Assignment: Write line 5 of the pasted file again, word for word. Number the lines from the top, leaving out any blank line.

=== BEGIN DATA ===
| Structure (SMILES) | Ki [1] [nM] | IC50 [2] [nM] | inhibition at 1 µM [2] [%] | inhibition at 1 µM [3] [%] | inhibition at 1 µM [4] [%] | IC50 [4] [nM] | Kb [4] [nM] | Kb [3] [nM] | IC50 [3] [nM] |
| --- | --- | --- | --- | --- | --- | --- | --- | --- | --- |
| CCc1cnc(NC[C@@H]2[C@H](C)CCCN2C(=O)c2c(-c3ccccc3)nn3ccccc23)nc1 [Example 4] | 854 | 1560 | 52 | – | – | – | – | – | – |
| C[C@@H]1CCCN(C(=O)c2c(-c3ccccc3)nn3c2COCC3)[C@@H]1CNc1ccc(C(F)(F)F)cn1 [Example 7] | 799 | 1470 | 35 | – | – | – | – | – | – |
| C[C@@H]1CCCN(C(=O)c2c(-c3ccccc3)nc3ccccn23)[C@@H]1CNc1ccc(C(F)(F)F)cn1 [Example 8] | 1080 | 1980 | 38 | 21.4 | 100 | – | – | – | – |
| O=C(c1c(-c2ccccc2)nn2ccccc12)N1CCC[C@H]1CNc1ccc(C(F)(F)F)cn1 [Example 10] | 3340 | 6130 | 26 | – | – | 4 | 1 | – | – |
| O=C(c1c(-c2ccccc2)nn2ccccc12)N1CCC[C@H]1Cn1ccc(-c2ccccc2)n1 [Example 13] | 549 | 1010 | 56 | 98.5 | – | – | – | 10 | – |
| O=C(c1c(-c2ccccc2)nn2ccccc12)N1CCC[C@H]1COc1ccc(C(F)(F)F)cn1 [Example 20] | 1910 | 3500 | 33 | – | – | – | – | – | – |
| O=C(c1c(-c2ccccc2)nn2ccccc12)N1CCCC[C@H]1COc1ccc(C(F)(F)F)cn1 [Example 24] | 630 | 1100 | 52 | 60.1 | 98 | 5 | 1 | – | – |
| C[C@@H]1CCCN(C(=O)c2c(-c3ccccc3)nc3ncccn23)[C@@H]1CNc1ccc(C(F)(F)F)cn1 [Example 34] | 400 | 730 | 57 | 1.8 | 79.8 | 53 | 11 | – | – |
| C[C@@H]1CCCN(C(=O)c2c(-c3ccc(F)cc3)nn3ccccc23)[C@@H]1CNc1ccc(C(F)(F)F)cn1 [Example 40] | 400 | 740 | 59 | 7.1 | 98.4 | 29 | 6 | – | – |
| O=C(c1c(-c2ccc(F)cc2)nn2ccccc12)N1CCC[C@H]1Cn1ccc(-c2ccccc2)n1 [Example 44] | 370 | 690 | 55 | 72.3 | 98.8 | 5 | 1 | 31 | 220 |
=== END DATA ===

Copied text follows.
| C[C@@H]1CCCN(C(=O)c2c(-c3ccccc3)nc3ccccn23)[C@@H]1CNc1ccc(C(F)(F)F)cn1 [Example 8] | 1080 | 1980 | 38 | 21.4 | 100 | – | – | – | – |